Ofer Grosskopf & Barak Medina, Remedies for Wrongfully-Issued Preliminary Injunctions:  The Case for Disgorgement of Profits, 32 Seattle U. L. Rev. 903, 907-09 (2009).)  

Not surprisingly, perhaps, there doesn't appear to be a lot of guidance in the case law concerning how to go about setting the amount of the bond (although my research on this issue is still at an early stage).  Section 2954 of the Wright, Miller, Kane, Marcus & Steinman treatise on Federal Practice and Procedure, for example, cites only three patent cases addressing this issue; and only one of these, Sanofi-Synthelabo v. Apotex, Inc., 470 F.3d 1368, 1384-85 (Fed. Cir. 2006), is an appellate decision.  In relevant part, the opinion states:
Lastly, Apotex challenges the court's decision to set bond in the amount of $400 million, which it asserts fails to provide sufficient security because it represents only 10% of the annual market and ignores Apotex's loss of market share. Sanofi responds that the amount far exceeds any damage Apotex may face, particularly in light of the fact that there was no recall of Apotex's generic product after it launched its product on August 8, 2006.
The posting of a bond is governed by Federal Rule of Civil Procedure 65(c) which provides that:

No restraining order or preliminary injunction shall issue except upon the giving*1385 of security by the applicant, in such sum as the court deems proper, for the payment of such costs and damages as may be incurred or suffered by any party who is found to have been wrongfully enjoined or restrained.

Fed.R.Civ.P. 65(c). The amount of a bond is a determination that rests within the sound discretion of a trial court. Doctor's Assocs., Inc. v. Distajo, 107 F.3d 126, 136 (2d Cir.1997) (noting that a district court has wide discretion under Rule 65(c) in setting the amount of a bond). The court based its determination on evidence presented before the court that concerned Apotex's “potential lost profits, lost market share and associated costs of relaunch” in the event of wrongful enjoinment. Sanofi–Synthelabo, slip op. at 57. We find no basis for disturbing the court's assessment of the facts, and thus conclude that the court did not abuse its discretion in setting the bond amount.
Aside from the court's use of the hideous word "enjoinment," the procedure used to determine the amount of the bond doesn't sound too bad--though I'd still like to get a better sense of how much effort district courts typically put into estimating the defendant's "potential lost profits, lost market share and associated costs," and would welcome any input from readers on this issue.  From a policy perspective, of course, the question still remains whether capping the amount of liability in the amount of the bond makes sense or not, which is one of the issues I plan to address in a project I am currently working on titled Wrongful Patent Enforcement:  A Comparative Law and Economics Analysis.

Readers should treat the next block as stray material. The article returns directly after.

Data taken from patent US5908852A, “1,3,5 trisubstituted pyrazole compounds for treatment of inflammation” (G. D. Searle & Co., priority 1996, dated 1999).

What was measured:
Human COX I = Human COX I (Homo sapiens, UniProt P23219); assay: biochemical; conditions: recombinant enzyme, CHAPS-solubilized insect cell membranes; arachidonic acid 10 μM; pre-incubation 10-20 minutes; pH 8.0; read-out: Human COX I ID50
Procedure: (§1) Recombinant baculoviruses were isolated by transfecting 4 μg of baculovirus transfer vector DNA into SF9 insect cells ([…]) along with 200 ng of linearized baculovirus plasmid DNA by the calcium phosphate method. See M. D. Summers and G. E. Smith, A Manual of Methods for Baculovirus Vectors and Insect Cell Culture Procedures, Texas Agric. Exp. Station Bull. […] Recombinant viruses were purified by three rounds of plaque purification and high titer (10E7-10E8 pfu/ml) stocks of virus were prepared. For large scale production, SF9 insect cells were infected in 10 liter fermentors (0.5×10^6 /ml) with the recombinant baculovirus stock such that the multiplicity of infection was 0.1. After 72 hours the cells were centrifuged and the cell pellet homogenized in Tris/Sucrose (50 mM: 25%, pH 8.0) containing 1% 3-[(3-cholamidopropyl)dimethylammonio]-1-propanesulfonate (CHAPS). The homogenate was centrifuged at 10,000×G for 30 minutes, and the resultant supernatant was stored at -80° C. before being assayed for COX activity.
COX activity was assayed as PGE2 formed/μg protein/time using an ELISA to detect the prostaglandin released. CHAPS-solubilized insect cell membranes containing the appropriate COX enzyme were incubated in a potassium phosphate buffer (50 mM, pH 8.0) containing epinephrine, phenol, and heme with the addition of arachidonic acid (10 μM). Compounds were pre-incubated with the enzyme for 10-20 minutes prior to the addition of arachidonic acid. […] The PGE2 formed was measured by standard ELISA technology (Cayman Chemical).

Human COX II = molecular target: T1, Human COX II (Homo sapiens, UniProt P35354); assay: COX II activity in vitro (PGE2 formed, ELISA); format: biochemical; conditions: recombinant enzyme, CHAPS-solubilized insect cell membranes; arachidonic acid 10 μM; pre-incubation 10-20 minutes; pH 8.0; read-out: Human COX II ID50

Interestingly, the issue of injunction bonds was also present in a famous U.S. patent case that I taught earlier this week, Wright Co. v. Paulhan, 177 F. 261 (S.D.N.Y. 1910).  (The Wright Brothers' patent suits are the subject of this essay, and a forthcoming book, by Lawrence Goldstone, which I am quite eager to read.)  This was a patent infringement suit by the Wright Brothers' corporation against a French aviator, Louis Paulhan, who was flying his allegedly infringing plane at exhibitions in the U.S. during the early months of 1910.  Judge Learned Hand (then a district court judge) granted a preliminary injunction (which was later reversed on appeal).  Interestingly, according to the March 19, 1910, issue of Scientific American, "M. Paulhan was required to put up a $25,000 bond for one month in case he wished to continue making exhibition flights in the United States," though he "succeeded in getting the requirements changed to a weekly bond of $6,000."  In other words, the defendant was allowed to post a bond to continue engaging in the allegedly infringing activity.  It's not clear to me from the article whether this condition was, effectively, a condition for a stay of the injunction pending trial or a stay pending appeal; and I have been wondering whether a court today could, in effect, condition a preliminary injunction on the defendant's nonpayment of a bond, consistent with the Federal Rules.  (It looks like something similar was done in another patent case from that era, Kryptok Co. v. Harris, 216 F. 642 (S.D.N.Y. 1914).)  Having posed the issue on an IP Law Professor's listserv earlier this week, and having solicited the views of my colleagues who teach civil procedure, the answer appears to be probably no--although Professor Douglas Laycock suggested that Judge Hand might have been influenced by a somewhat similar practice that the New York state courts sometimes employed during that same period, namely enjoining a nuisance and then suspending the injunction to allow a court of equity to assess damages. See Douglas Laycock, The Neglected Defense of Undue Hardship (and the Doctrinal Train Wreck in Boomer v. Atlantic Cement), 4 J. Tort Law 1, 17-18 (2012).  Interesting from both a historical and a theoretical perspective, though.